Practical tips for visiting Petra

Simply put, Petra was one of the coolest things I’ve ever seen. And I’ve seen a lot of cool things.

I don’t have the words to describe just how magnificent it is, so I’ll give you the next best thing- a few tips for your visit so that you can just go see it yourself.

Wear comfy shoes 

Petra is an entire ancient city, and you  can rack up a few miles walking through it. In fact, from the parking lot to the Treasury alone it’s about a 20 minute walk and a few of the cool view points involve light climbing, so I suggest leaving your cute wedges at home for this one. 

Dedicate the Entire Day

Or two. Or three. Petra is one of the seven wonders of the world for a reason and deserves at least a day of attention! There are so many incredible nooks to explore and details to admire. Also, the light changes throughout the day and some parts of the city photograph better at certain hours. For example, if you go before noon and try to take a photo from the vantage point across from the Treasury, it’s likely that your photo will be against the light. No bueno my friends. Unless you’re super artsy and wanted a silhouette shot- you do you. 

Explore the entirety 

Petra is a whole lot more than just the Treasury, which is the stone facade that you see on every Instagram post (mine included) and the rest of Petra is truly spectacular as well. Take the time to appreciate the other tombs, canyons and temples!

Get THE shot 

There is a neat vantage point across from the Treasury, the most intricate and best preserved stone facade in Petra, where you can get a crowd-less view and photo. If you’re facing the Treasury you’ll see a trail to your right that curves and takes you right to the cliff that overlooks the facade. Climb up halfway for a full body shot, and higher to a carpeted area where you can sit and take your epic Petra shot.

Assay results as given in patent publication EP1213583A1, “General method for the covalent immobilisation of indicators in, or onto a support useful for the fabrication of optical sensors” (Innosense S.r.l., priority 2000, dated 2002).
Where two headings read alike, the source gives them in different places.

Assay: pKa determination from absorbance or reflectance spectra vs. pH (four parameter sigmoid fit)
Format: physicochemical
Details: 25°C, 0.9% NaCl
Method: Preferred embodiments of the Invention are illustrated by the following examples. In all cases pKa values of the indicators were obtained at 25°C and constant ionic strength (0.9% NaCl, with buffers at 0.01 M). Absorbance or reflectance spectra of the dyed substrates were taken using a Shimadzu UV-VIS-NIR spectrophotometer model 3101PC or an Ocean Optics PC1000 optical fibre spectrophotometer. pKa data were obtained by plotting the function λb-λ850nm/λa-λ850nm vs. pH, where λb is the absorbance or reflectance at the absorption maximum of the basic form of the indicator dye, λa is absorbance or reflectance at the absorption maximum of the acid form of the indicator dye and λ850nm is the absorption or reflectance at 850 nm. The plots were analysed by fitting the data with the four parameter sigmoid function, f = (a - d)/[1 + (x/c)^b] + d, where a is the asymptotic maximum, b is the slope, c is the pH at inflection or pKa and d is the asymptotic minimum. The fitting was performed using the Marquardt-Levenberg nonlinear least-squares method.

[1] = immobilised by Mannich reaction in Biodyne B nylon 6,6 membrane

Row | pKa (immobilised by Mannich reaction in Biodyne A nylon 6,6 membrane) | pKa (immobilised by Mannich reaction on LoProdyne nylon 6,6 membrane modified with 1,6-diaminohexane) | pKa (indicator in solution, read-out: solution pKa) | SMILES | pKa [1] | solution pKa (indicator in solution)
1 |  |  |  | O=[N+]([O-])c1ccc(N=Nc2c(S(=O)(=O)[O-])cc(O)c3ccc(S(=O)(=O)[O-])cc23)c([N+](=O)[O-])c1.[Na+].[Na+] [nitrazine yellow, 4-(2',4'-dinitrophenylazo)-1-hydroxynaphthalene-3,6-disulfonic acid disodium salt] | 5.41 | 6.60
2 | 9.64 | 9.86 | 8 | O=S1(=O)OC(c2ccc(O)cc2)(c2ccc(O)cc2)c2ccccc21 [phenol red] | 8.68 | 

Haggle

All the prices are pretty much made up- so why not make up your own? The first price a seller gives you will be the highest, and you can definitely get the price down from there. Haggling is an art form I believe everyone should master- otherwise it’s easy for locals to take advantage of you as a tourist. Most of the items I saw for sale at Petra I saw in a dozen other markets, so be skeptical when sometime tells you something is original or handmade. Also if a shopkeeper at a souvenir shop tells you something is camel hair…hate to break it to you but it’s probably not and please don’t pay $200 for it. 

Side note, you can pay in Jordanian Dinar or dollars so don’t worry if you didn’t have time to hit up a currency exchange. 

Nothing is free

Bedouins will stand at every turn and offer you a horse or donkey ride down the trail, and will even tell you that it’s included in your ticket cost. It is not. 

Free is used loosely and if you accept an offer, you’ll be asked to tip heavily at the end. The donkeys and horses are, sadly, incredibly overworked- please walk anyway if you are physically capable. 

Bring snacks! 

The food inside the Lost City is questionable at best, and kind of expensive. A small juice will set you back more than Whole Foods, and not everything looked particularly fresh. Since, you’re likely going to be there for hours, I recommend bringing your own snacks and a bottle of water.

Be skeptical of overly friendly locals

The local bedouins run a well known scam where they befriend and woo tourists, particularly young women traveling alone, and offer to take them to the best view points or places that only locals know. From there, one things leads to another, which often leads to an unfortunate situation- just look up Petra Romance Scams and you’ll get the gist. I’m alway for meeting local people, but perhaps let the extrovert inside you sit this one out and stay safe. 

Take it all in 

Lastly, a bit of personal advice…put down your phone for a few moments, stop taking photos and just take it all in when you’re there. The world really is a spectacular place, isn’t it?

Cool, huh?
View from the vantage point across the Treasury! Climb up there.